The first column in this non-partisan "Election 2012" series addressed conservative vs. liberal basics and the second looked at differences between Democrats and Republicans. Now we will focus on single-issue voters.
Many of us have very strong opinions and emotions about a particular issue facing our country. We might focus our attention on that one issue which means so much to us. That single issue becomes the overriding reason to vote for a particular candidate or political party. We call this person a "single-issue voter".
One of the most emotional issues facing us is abortion. Due to deeply held moral or religious beliefs, many of us feel very strongly about this issue. For some there is no room for discussion regarding abortion. To attempt to ease some of the emotionalism, both sides of the issue use the less volatile terms "pro-life" and "pro-choice".
Another controversial issue is gun control. This second amendment right seems to keep us deeply divided over whether we should have more or less gun control.
Another emotional issue has been the wars in Iraq & Afghanistan. Some of us have supported the war effort but others feel that that we shouldn't have fought these wars and that we have paid too much in terms of resources and human life.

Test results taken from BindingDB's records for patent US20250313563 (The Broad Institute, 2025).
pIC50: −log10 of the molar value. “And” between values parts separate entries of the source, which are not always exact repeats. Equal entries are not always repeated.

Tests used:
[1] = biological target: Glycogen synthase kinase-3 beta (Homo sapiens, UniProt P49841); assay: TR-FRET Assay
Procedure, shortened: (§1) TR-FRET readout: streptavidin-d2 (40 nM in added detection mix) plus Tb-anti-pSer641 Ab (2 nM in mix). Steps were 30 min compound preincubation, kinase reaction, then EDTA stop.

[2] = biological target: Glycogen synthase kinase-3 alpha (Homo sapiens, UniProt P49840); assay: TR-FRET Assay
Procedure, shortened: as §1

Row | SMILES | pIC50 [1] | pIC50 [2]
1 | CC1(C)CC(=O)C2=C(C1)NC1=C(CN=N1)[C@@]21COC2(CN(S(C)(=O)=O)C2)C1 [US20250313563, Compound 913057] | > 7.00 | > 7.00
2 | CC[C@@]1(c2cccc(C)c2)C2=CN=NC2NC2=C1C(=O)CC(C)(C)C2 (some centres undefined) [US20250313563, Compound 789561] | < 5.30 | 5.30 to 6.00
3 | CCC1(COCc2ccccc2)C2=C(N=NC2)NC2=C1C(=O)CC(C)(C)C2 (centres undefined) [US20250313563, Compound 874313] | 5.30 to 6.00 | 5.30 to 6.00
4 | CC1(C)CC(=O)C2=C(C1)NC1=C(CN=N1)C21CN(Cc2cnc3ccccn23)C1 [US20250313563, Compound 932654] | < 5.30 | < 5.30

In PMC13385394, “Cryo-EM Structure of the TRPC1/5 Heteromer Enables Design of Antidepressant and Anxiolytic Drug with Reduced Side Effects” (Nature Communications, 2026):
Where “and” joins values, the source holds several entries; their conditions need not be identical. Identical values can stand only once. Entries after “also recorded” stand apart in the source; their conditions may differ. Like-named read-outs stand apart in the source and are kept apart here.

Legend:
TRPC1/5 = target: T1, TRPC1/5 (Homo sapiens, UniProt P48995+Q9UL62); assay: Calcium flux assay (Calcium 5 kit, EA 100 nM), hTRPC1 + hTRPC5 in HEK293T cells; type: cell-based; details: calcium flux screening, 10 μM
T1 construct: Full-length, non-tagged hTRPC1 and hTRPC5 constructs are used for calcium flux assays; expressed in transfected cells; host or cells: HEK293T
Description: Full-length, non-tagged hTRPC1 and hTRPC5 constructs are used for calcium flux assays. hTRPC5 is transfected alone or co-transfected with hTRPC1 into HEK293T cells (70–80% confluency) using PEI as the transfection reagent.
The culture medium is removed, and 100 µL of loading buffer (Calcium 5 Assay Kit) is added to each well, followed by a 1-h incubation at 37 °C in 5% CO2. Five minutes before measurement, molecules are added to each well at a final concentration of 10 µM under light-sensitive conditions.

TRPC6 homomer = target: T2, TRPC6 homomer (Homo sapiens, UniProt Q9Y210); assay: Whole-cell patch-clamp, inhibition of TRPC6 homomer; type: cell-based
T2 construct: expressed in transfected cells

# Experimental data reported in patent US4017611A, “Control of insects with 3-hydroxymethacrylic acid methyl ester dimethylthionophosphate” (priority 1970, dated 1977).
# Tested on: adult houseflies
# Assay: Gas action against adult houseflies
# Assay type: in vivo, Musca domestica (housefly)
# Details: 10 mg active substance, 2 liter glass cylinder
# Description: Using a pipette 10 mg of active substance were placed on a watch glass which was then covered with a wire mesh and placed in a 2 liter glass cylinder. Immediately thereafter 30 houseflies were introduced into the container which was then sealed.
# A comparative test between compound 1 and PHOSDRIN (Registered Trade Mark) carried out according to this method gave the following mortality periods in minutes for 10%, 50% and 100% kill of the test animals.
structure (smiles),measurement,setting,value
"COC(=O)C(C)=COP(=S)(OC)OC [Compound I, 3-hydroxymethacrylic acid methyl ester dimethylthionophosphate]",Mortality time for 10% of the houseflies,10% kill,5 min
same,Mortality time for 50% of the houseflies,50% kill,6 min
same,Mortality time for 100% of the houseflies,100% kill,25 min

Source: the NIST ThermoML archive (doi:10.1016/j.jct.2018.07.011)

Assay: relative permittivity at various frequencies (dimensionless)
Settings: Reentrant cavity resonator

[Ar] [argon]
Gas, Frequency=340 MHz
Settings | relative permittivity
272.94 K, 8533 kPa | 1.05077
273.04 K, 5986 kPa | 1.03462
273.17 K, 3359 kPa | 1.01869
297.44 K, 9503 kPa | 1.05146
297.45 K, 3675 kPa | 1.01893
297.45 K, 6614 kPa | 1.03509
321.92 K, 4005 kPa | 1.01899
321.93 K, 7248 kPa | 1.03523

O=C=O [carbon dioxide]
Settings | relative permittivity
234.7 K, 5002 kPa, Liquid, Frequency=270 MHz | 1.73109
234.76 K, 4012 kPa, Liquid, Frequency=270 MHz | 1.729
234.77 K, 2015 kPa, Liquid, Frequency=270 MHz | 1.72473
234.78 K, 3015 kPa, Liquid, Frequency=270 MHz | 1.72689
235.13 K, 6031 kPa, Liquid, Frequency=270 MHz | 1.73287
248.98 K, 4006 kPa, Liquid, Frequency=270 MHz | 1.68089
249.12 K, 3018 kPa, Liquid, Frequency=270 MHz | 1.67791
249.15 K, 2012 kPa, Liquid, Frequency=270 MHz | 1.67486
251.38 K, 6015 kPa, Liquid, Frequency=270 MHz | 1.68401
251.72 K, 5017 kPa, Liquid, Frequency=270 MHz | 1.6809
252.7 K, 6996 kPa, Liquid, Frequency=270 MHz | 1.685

Here in California, a particularly emotional issue is immigration. While many want to tighten the borders, others benefit from a freer flow of labor and goods.
Another single-issue concern is business. Some voters focus all their concern on candidates and political parties which are very pro-business while others support pro-worker candidates.
Some voters feel strongly about more than one of these issues. However the single-issue voter will enter the voting booth and cast a vote for the candidate who supports his single, firmly-held view.